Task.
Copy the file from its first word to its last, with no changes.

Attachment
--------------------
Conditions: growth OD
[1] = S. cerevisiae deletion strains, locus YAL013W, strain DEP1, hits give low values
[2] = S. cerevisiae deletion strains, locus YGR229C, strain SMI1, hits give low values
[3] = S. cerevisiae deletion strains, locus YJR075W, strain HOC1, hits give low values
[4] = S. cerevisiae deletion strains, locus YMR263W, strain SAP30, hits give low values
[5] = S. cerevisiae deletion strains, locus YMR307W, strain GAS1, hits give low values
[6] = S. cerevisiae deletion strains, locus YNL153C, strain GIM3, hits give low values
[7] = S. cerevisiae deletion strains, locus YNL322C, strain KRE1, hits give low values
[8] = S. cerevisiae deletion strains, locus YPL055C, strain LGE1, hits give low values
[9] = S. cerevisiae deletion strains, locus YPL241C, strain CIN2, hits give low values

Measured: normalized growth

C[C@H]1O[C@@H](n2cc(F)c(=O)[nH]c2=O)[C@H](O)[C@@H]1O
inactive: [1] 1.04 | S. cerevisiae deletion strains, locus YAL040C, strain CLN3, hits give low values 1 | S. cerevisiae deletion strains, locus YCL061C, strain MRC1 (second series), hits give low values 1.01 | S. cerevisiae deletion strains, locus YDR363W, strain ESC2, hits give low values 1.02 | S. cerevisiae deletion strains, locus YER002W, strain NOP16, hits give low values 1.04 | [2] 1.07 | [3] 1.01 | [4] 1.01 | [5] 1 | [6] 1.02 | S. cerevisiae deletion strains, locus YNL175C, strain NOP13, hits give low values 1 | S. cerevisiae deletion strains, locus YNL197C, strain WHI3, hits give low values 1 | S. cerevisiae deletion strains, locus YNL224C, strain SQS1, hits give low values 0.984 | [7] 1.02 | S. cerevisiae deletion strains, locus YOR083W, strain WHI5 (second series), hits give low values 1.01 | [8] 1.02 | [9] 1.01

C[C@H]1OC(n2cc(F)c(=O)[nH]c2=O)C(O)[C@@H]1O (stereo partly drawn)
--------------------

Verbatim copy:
Conditions: growth OD
[1] = S. cerevisiae deletion strains, locus YAL013W, strain DEP1, hits give low values
[2] = S. cerevisiae deletion strains, locus YGR229C, strain SMI1, hits give low values
[3] = S. cerevisiae deletion strains, locus YJR075W, strain HOC1, hits give low values
[4] = S. cerevisiae deletion strains, locus YMR263W, strain SAP30, hits give low values
[5] = S. cerevisiae deletion strains, locus YMR307W, strain GAS1, hits give low values
[6] = S. cerevisiae deletion strains, locus YNL153C, strain GIM3, hits give low values
[7] = S. cerevisiae deletion strains, locus YNL322C, strain KRE1, hits give low values
[8] = S. cerevisiae deletion strains, locus YPL055C, strain LGE1, hits give low values
[9] = S. cerevisiae deletion strains, locus YPL241C, strain CIN2, hits give low values

Measured: normalized growth

C[C@H]1O[C@@H](n2cc(F)c(=O)[nH]c2=O)[C@H](O)[C@@H]1O
inactive: [1] 1.04 | S. cerevisiae deletion strains, locus YAL040C, strain CLN3, hits give low values 1 | S. cerevisiae deletion strains, locus YCL061C, strain MRC1 (second series), hits give low values 1.01 | S. cerevisiae deletion strains, locus YDR363W, strain ESC2, hits give low values 1.02 | S. cerevisiae deletion strains, locus YER002W, strain NOP16, hits give low values 1.04 | [2] 1.07 | [3] 1.01 | [4] 1.01 | [5] 1 | [6] 1.02 | S. cerevisiae deletion strains, locus YNL175C, strain NOP13, hits give low values 1 | S. cerevisiae deletion strains, locus YNL197C, strain WHI3, hits give low values 1 | S. cerevisiae deletion strains, locus YNL224C, strain SQS1, hits give low values 0.984 | [7] 1.02 | S. cerevisiae deletion strains, locus YOR083W, strain WHI5 (second series), hits give low values 1.01 | [8] 1.02 | [9] 1.01

C[C@H]1OC(n2cc(F)c(=O)[nH]c2=O)C(O)[C@@H]1O (stereo partly drawn)